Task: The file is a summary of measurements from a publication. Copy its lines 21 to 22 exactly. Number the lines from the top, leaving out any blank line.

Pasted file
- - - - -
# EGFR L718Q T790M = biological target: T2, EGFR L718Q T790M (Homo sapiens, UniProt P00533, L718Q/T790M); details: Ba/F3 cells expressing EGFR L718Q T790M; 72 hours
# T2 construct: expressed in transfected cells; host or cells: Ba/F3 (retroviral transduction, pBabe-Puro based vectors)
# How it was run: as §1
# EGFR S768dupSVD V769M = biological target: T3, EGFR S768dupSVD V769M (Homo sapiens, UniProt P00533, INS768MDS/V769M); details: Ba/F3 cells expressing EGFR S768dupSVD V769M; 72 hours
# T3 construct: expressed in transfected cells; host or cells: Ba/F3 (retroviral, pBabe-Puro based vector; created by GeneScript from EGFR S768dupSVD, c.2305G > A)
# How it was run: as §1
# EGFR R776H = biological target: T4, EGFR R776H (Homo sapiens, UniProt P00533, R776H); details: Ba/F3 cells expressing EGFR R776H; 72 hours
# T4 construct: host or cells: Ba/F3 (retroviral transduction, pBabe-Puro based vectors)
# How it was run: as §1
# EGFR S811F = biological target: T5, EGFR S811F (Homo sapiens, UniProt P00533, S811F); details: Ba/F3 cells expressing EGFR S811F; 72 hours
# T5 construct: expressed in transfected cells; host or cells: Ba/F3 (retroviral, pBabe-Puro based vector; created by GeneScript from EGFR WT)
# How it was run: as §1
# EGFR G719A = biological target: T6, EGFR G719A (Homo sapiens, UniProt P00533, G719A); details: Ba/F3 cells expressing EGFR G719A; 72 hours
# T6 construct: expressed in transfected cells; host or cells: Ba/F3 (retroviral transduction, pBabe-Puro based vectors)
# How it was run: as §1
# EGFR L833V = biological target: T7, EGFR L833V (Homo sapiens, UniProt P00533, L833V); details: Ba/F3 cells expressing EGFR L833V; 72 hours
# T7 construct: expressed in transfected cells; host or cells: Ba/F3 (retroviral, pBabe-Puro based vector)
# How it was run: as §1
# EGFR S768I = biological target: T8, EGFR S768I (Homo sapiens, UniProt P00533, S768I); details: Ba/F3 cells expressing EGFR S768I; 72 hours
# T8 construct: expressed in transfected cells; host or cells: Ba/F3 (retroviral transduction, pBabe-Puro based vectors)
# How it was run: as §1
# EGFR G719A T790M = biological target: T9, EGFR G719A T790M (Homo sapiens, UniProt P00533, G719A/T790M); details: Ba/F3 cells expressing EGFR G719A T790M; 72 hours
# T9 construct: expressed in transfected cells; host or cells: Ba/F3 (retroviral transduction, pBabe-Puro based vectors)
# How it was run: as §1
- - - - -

# How it was run: as §1
# EGFR G719A T790M = biological target: T9, EGFR G719A T790M (Homo sapiens, UniProt P00533, G719A/T790M); details: Ba/F3 cells expressing EGFR G719A T790M; 72 hours